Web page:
In an era of global challenges, the UK has the opportunity to lead once again, leaving a legacy of positive change for generations to come.
Pakistan has long been one of our largest aid recipients, and between 2015 and 2019 Pakistan was the largest single recipient of direct British government-to-government bilateral aid. Yet its courts uphold forced marriages arranged by kidnapping.
When our political class feels that it cannot act, it cobbles together ad-hoc explanations for why its apathy is actually cunning strategy, hard-headed pragmatism, or just somehow grown-up.
“Collective responsibility, fortunately, is not retrospective”, says the Development Minister.
Asked about the UK’s £50m spend in the country, the Foreign Office minister adds that “we are looking to make sure that aid is better spent”.
Such initiatives are surely a deserving recipient of more of the UK’s overseas aid than China, which reportedly received £51.7 million last year.
Together, the United Kingdom and United States are leading the way in the fight to eradicate preventable diseases.
There is a limit to what can fairly and sensibly be achieved by raising other taxes and cutting public spending – especially when it comes to pay.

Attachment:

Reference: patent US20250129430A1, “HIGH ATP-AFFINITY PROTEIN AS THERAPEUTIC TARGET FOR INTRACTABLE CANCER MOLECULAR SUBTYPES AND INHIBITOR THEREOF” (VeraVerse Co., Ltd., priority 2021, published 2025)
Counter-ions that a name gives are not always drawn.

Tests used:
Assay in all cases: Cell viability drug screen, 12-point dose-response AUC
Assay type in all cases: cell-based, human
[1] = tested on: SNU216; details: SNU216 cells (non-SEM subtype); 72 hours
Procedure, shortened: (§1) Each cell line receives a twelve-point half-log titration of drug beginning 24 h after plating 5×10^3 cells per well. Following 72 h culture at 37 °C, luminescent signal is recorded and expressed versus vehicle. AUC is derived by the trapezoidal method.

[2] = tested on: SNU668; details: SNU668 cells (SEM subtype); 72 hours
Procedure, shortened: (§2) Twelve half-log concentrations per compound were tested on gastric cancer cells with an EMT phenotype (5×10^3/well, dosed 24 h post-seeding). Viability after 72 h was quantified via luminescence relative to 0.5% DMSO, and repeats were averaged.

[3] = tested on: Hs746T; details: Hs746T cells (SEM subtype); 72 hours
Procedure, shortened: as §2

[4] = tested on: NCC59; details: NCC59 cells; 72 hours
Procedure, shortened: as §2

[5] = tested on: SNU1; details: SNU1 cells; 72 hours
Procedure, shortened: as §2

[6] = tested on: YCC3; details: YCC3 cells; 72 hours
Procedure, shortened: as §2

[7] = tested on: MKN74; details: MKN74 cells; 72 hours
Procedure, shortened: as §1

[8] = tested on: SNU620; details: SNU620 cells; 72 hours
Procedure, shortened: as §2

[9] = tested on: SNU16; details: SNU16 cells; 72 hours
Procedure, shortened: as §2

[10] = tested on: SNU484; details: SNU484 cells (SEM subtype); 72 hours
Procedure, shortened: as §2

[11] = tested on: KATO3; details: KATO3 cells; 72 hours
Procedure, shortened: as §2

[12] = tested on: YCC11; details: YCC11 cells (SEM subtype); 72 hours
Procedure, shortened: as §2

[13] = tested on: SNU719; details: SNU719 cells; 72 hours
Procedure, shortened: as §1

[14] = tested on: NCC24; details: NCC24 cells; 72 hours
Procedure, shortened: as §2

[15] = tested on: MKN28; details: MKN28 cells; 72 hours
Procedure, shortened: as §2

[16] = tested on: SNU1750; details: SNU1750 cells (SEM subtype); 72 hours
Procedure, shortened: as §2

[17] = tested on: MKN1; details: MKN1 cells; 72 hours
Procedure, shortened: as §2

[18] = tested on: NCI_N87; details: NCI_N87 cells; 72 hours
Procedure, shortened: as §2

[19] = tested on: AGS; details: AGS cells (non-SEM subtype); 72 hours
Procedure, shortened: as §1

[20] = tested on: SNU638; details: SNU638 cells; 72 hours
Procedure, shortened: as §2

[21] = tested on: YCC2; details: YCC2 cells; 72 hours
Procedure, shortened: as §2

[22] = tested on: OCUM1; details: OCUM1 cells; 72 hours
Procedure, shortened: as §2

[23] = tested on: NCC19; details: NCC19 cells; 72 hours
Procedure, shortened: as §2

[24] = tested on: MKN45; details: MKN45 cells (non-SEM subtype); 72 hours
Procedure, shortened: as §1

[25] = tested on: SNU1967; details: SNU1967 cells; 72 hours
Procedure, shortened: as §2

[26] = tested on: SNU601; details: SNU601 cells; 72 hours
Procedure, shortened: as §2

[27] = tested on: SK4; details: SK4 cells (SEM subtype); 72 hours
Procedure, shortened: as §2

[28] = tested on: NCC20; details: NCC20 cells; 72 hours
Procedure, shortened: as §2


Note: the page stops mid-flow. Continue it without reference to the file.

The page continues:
It will be essential to ensuring people can return to their homes, farmers to their fields, and children to their schools.
We have a legal duty to intervene if chemical weapons are used, and that is a duty we must not fail.
It was always short-sighted to suggest aid spending prioritised helped foreign people at the expense of those struggling in Britain.
The UK needs a fresh, robust template. Central to it should be a differentiation between strategic and non-strategic areas.
The Chancellor and Home Secretary need to ensure our overseas aid and asylum policies are generous and humane.
Its development reputation has been tarnished, and nobody is able to define quite what the UK’s foreign policy actually is.
This is not just a priority for our foreign and overseas development policy – people face persecution and even violence right here in Britain.